With so many social networking sites online, one site continues to be a constant resource for my architectural curiosities. Although photography is the focus of Flickr, I revisit the site not just to upload my personal photographs, but also to engage with its vast, international architectural community.
First, there is a great search engine. If there is a building that interests me, chances are there are photographs of it. The photographs are often snapshots taken by tourists or enthusiasts. Some photographers are professionals, and those images are great of course, but there’s always something unique to an amateur’s eye that gives an honest sense of how one meshes with architecture.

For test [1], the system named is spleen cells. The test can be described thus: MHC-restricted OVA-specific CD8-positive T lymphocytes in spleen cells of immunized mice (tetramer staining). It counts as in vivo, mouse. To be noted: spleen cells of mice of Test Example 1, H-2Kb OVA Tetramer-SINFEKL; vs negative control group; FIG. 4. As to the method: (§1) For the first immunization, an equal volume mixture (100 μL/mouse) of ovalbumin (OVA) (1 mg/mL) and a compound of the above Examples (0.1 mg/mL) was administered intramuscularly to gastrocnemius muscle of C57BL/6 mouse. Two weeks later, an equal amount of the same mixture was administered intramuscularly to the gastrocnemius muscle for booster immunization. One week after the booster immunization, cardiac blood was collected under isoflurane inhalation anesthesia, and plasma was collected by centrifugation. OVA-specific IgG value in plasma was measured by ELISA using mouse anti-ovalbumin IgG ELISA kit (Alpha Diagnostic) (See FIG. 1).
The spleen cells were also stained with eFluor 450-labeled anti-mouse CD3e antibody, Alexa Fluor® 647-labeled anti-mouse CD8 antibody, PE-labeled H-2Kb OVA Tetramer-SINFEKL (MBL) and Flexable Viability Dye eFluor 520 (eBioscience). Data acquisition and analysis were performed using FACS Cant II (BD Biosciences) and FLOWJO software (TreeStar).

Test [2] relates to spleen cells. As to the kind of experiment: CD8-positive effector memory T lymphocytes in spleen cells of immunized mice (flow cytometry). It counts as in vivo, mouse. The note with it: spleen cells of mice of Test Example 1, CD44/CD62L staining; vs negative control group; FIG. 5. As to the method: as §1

You also end up with numerous architecture-related groups. Some groups are vague (New York City; Architecture), some are lighthearted (Guess Where NYC; Altered Signs), and others are focused (New York Times New Building; Greendrinksnyc). The AIA even has a couple of groups (AIA 150: America’s Favorite Architecture; AIA175). By joining these groups, you receive updates whenever something new is posted. If there are photographs that I particularly like, I can mark them as “Favorites” so I can return to them. I can request to befriend the photographer to receive updates and contact him or her directly — same as other social networking websites.
If you haven’t checked out Flickr, be sure to set aside a few hours to get lost in its archives.